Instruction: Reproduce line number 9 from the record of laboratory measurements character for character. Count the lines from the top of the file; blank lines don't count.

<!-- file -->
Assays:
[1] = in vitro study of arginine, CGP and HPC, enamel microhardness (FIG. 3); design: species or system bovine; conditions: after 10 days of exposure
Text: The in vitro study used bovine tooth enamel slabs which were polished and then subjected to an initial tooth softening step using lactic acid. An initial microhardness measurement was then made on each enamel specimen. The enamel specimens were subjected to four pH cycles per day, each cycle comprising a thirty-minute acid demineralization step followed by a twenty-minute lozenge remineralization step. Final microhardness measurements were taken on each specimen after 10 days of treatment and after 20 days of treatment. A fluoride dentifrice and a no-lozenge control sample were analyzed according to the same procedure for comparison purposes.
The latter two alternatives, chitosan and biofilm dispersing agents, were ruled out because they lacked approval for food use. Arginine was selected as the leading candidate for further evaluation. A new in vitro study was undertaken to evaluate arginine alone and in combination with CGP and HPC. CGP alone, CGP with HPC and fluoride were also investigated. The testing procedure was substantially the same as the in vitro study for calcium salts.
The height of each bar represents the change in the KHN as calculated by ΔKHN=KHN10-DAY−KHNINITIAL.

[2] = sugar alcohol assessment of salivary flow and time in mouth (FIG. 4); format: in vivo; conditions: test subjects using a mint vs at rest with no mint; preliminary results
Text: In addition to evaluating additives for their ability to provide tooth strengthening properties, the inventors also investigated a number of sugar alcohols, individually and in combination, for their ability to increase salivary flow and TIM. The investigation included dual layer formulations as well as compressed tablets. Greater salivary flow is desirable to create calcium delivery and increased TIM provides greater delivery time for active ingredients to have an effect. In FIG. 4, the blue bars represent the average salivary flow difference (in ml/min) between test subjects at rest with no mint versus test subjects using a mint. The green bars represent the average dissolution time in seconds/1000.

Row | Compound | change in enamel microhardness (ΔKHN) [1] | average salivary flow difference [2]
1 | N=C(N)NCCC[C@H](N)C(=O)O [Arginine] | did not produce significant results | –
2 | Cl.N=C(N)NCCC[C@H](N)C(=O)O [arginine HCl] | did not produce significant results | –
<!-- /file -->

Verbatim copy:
1 | N=C(N)NCCC[C@H](N)C(=O)O [Arginine] | did not produce significant results | –